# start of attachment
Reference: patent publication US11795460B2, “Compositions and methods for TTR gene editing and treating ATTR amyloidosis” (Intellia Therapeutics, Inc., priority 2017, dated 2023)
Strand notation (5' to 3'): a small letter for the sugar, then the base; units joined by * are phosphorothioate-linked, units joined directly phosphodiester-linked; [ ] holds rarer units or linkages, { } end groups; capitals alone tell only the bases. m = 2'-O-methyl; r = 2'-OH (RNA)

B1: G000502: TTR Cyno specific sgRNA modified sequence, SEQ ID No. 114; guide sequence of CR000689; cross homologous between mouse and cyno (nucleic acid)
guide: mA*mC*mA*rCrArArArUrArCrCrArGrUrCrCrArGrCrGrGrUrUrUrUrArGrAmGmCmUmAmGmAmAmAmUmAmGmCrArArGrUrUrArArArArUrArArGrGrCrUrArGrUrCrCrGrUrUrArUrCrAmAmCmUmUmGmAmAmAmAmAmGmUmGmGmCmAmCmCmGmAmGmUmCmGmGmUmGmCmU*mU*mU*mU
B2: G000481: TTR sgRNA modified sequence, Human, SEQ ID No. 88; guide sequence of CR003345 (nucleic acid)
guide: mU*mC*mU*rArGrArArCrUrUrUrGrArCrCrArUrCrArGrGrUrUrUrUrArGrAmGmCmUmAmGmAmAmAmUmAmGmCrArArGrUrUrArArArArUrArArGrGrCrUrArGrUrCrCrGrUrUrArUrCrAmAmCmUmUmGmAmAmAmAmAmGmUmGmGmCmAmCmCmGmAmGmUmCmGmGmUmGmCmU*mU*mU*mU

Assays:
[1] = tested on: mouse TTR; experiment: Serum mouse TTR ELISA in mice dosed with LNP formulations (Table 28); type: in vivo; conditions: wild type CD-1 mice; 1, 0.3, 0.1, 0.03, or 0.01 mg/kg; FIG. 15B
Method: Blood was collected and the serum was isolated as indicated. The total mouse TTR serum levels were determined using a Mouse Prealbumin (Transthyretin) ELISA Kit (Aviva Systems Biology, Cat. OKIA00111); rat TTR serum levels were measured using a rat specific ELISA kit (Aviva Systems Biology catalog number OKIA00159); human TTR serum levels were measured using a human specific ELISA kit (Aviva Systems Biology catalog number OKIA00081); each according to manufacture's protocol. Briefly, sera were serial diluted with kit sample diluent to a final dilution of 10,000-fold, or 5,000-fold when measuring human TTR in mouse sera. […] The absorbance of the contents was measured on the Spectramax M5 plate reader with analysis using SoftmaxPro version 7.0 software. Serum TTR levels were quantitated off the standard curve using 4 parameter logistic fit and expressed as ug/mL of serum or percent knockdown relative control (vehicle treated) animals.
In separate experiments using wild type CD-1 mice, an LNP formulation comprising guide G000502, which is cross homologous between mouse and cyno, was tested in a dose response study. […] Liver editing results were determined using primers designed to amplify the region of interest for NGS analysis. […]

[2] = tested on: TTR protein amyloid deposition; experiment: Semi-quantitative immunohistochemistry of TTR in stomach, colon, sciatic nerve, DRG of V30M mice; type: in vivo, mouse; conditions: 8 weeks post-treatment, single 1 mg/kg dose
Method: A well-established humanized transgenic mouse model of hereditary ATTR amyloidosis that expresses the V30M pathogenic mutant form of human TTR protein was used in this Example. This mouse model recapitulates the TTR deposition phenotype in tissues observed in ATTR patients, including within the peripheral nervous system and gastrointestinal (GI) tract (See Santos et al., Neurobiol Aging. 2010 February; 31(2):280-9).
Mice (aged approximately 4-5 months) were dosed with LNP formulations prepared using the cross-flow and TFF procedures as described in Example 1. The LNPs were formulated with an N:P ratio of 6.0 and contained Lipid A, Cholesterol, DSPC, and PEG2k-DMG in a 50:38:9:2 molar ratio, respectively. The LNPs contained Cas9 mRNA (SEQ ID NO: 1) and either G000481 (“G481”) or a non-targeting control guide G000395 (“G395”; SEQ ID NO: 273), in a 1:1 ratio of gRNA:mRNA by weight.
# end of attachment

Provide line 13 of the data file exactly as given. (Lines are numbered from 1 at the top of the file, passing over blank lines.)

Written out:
Mice (aged approximately 4-5 months) were dosed with LNP formulations prepared using the cross-flow and TFF procedures as described in Example 1. The LNPs were formulated with an N:P ratio of 6.0 and contained Lipid A, Cholesterol, DSPC, and PEG2k-DMG in a 50:38:9:2 molar ratio, respectively. The LNPs contained Cas9 mRNA (SEQ ID NO: 1) and either G000481 (“G481”) or a non-targeting control guide G000395 (“G395”; SEQ ID NO: 273), in a 1:1 ratio of gRNA:mRNA by weight.